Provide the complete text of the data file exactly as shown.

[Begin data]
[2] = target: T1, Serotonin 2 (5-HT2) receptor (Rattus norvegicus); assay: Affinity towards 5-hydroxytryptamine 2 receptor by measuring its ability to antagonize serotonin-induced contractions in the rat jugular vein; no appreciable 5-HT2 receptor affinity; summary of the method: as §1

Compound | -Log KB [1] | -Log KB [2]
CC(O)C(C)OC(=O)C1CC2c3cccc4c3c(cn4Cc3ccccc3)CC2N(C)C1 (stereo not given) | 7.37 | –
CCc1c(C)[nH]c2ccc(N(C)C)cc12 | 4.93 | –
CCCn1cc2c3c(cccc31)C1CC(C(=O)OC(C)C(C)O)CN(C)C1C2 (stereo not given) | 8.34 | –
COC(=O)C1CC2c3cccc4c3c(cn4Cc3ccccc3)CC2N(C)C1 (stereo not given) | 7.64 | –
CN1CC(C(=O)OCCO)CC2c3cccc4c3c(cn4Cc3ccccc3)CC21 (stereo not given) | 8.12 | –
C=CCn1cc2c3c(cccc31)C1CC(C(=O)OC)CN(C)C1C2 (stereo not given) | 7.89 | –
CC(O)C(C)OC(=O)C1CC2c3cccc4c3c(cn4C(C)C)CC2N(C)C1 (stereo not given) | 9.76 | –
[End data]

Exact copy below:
[2] = target: T1, Serotonin 2 (5-HT2) receptor (Rattus norvegicus); assay: Affinity towards 5-hydroxytryptamine 2 receptor by measuring its ability to antagonize serotonin-induced contractions in the rat jugular vein; no appreciable 5-HT2 receptor affinity; summary of the method: as §1

Compound | -Log KB [1] | -Log KB [2]
CC(O)C(C)OC(=O)C1CC2c3cccc4c3c(cn4Cc3ccccc3)CC2N(C)C1 (stereo not given) | 7.37 | –
CCc1c(C)[nH]c2ccc(N(C)C)cc12 | 4.93 | –
CCCn1cc2c3c(cccc31)C1CC(C(=O)OC(C)C(C)O)CN(C)C1C2 (stereo not given) | 8.34 | –
COC(=O)C1CC2c3cccc4c3c(cn4Cc3ccccc3)CC2N(C)C1 (stereo not given) | 7.64 | –
CN1CC(C(=O)OCCO)CC2c3cccc4c3c(cn4Cc3ccccc3)CC21 (stereo not given) | 8.12 | –
C=CCn1cc2c3c(cccc31)C1CC(C(=O)OC)CN(C)C1C2 (stereo not given) | 7.89 | –
CC(O)C(C)OC(=O)C1CC2c3cccc4c3c(cn4C(C)C)CC2N(C)C1 (stereo not given) | 9.76 | –